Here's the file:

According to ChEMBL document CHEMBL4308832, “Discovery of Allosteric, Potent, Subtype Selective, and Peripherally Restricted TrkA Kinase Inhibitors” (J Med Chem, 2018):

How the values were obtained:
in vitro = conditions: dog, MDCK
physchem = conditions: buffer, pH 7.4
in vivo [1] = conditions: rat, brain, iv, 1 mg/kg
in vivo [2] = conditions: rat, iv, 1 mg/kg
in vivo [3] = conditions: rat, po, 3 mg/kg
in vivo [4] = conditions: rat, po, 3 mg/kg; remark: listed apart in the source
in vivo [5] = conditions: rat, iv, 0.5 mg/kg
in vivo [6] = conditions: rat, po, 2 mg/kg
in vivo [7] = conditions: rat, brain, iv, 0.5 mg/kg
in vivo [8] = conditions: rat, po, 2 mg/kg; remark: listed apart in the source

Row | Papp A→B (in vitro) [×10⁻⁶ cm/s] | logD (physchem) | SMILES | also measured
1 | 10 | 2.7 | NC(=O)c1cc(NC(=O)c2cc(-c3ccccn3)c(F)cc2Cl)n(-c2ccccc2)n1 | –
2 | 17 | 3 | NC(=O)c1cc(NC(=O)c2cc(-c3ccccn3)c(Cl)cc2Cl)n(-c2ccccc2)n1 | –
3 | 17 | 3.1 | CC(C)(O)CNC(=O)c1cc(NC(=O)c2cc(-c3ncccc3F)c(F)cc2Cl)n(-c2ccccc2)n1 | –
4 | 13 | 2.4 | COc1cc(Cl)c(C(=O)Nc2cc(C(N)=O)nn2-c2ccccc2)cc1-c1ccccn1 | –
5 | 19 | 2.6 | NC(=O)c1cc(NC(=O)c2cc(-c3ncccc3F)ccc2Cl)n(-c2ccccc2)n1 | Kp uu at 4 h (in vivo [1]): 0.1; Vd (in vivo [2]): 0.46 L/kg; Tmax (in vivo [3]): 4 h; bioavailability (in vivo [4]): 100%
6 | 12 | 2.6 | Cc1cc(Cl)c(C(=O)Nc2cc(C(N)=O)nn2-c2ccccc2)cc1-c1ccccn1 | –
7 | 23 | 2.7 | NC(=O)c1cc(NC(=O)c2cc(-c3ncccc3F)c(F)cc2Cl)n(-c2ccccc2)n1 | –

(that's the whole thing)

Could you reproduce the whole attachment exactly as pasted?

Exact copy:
According to ChEMBL document CHEMBL4308832, “Discovery of Allosteric, Potent, Subtype Selective, and Peripherally Restricted TrkA Kinase Inhibitors” (J Med Chem, 2018):

How the values were obtained:
in vitro = conditions: dog, MDCK
physchem = conditions: buffer, pH 7.4
in vivo [1] = conditions: rat, brain, iv, 1 mg/kg
in vivo [2] = conditions: rat, iv, 1 mg/kg
in vivo [3] = conditions: rat, po, 3 mg/kg
in vivo [4] = conditions: rat, po, 3 mg/kg; remark: listed apart in the source
in vivo [5] = conditions: rat, iv, 0.5 mg/kg
in vivo [6] = conditions: rat, po, 2 mg/kg
in vivo [7] = conditions: rat, brain, iv, 0.5 mg/kg
in vivo [8] = conditions: rat, po, 2 mg/kg; remark: listed apart in the source

Row | Papp A→B (in vitro) [×10⁻⁶ cm/s] | logD (physchem) | SMILES | also measured
1 | 10 | 2.7 | NC(=O)c1cc(NC(=O)c2cc(-c3ccccn3)c(F)cc2Cl)n(-c2ccccc2)n1 | –
2 | 17 | 3 | NC(=O)c1cc(NC(=O)c2cc(-c3ccccn3)c(Cl)cc2Cl)n(-c2ccccc2)n1 | –
3 | 17 | 3.1 | CC(C)(O)CNC(=O)c1cc(NC(=O)c2cc(-c3ncccc3F)c(F)cc2Cl)n(-c2ccccc2)n1 | –
4 | 13 | 2.4 | COc1cc(Cl)c(C(=O)Nc2cc(C(N)=O)nn2-c2ccccc2)cc1-c1ccccn1 | –
5 | 19 | 2.6 | NC(=O)c1cc(NC(=O)c2cc(-c3ncccc3F)ccc2Cl)n(-c2ccccc2)n1 | Kp uu at 4 h (in vivo [1]): 0.1; Vd (in vivo [2]): 0.46 L/kg; Tmax (in vivo [3]): 4 h; bioavailability (in vivo [4]): 100%
6 | 12 | 2.6 | Cc1cc(Cl)c(C(=O)Nc2cc(C(N)=O)nn2-c2ccccc2)cc1-c1ccccn1 | –
7 | 23 | 2.7 | NC(=O)c1cc(NC(=O)c2cc(-c3ncccc3F)c(F)cc2Cl)n(-c2ccccc2)n1 | –